San Francisco - London. From campground lists to cool hikes, family recipes to fun discoveries, Frog Mom talks about raising young adventurers and explorers with a creative brain, an outdoors attitude and curiosity.
What's the best part of raising a family in NorCal?
Our family loves exploring the outdoors and if something is available wherever you go in Northern California, it's great adventures. From Gold County whitewater to the waters of the San Francisco bay, from coastal redwood forests to granite peppered Sierras, Northern California features beautiful places for all tastes. For my girls, I love that Northern California offers them a place to grow up where they have every opportunity to do what they want. If they want to invent the green car of the future or build roller-coasters, they can study engineering. If they want to design special effects for Pirates of the Caribbean 18, they can look at animation. If they want to make the best country bread in California, why not? I mean, my girls are still in elementary school but we're looking ahead. As long as they remain true to who they are and take advantage of their French heritage, I want them to grow up happy where the sun shines for them. Oh, and they love books. There's no shortage of great books written by Northern California authors. Maybe they'll write a book some day? Right now, they're just happy being kids and enjoying summer fun with their friends.
What's the biggest misconception about living in NorCal?
That we live in flip flops, shorts and Hawaiian shirts all year long? Seriously, I wonder how people can think of the Bay Area as the Mediterranean. My fleece collection is larger than my tank top assortment. Oh - and people believe that food is horrendous, that we live on burgers and fries. Couldn't be further from the truth. I could travel the Bay Area from one seriously good bakery to a fruit stand to an organic pizza restaurant and finish with some outrageously good ice cream.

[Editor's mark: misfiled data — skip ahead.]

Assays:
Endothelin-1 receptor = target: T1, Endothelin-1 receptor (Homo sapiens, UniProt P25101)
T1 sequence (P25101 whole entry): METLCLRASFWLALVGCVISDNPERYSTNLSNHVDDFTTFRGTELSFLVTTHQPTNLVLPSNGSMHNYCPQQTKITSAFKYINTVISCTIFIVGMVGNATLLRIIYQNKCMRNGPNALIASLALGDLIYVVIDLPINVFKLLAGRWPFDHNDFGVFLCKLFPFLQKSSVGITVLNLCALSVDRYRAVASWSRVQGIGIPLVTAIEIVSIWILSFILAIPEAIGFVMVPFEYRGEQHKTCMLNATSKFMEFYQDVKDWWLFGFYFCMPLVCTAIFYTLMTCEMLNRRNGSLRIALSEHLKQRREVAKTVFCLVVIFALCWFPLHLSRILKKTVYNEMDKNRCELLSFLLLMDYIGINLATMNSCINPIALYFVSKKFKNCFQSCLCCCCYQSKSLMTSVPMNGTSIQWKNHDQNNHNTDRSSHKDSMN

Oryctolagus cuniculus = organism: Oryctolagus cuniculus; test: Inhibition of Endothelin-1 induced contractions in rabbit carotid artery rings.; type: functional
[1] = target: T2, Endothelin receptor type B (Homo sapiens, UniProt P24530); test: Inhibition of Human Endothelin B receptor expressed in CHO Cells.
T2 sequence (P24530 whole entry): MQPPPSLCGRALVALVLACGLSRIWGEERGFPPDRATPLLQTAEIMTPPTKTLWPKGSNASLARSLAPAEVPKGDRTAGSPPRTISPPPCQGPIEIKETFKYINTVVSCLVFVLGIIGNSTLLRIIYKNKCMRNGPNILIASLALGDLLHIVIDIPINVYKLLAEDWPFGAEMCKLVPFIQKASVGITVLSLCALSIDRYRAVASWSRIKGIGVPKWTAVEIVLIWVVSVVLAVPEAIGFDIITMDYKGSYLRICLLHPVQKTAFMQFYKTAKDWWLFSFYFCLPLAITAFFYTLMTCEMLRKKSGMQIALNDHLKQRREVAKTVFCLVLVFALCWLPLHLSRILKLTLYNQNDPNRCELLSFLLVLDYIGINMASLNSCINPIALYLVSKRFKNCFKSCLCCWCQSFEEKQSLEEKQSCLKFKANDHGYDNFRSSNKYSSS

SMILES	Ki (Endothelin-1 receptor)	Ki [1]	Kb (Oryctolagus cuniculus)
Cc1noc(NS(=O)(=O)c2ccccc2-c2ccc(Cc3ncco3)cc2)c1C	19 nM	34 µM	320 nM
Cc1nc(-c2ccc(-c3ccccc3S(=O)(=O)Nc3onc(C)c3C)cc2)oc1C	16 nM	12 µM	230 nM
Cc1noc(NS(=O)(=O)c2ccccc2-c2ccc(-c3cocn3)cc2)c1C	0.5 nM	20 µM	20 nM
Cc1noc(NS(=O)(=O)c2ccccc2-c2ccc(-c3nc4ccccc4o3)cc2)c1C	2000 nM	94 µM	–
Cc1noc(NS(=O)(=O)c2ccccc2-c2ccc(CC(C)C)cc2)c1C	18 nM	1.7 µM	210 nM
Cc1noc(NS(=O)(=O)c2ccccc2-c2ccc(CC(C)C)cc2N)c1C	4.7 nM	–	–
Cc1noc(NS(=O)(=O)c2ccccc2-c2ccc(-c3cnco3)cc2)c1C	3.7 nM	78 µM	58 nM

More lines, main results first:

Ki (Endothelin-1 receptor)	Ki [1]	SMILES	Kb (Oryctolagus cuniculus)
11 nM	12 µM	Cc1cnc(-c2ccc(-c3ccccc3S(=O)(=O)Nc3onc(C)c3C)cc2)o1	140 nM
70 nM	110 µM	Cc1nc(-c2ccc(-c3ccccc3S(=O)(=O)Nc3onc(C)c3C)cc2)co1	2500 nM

What do your kids love most about living in NorCal?
Playing with their friends. Camping in state and national parks. Driving to Disneyland. Eating fried calamaris on the coast on lazy Sundays. Enjoying festivals from different cultures year round.
The place where we spend our summer vacations frequently sees temps around 90F with no wind at all. To escape the heat we drive to the mountains an hour away to take a dip in refreshing swimming holes. That's really summer for us. My girls love the adventure of scrambling up rocks to jump daringly in crystal-clear - and quite cold - mountain waters. I'm usually in the water with them and they have a blast. Then they explore the area, set up a "camp" and claim their picnic lunch so they can eat with their friends far from the adults. Sometimes we find small waterfalls or they can slide on their bottoms on slippery rocks. They love it and so do it. Beats crowds at the chlorinated water parks any day.
My 10-year old is not a huge breakfast fan but she'll whizz this strawberry oatmeal smoothie all by herself and she loves it. It's nutritious and hearty at the same time while being fun, a great recipe from the Dorset Cereals Breakfast Book. It's for 4 but my 2 girls can gulp the whole batch in one breakfast. Blend 1 cup of oatmeal until it's finely ground. Add 2 cups natural yogurt, 1 cup whole milk, 14 oz fresh strawberries and 2 tablespoons honey. Bled until thick and ready to drink. Enjoy!
Swimming is probably the only sport that can save lives. It's a life skill. Every child should learn how to swim and more importantly, be comfortable in the water by the time they get into school. While most kids learn to swim in heated indoors swimming pools, I would love to see more outdoors swimming programs for kids because children need to know open water safety basics for their summer vacations by the beach, by a river or by a lake. Indoor swimming pools can't prepare a child for the absence of pool sides to grip, variations in water temperatures or underwater currents. If they can learn to start in shallow areas where they can stand up and how to call for help in case of trouble, that's already a great steps towards more water safety.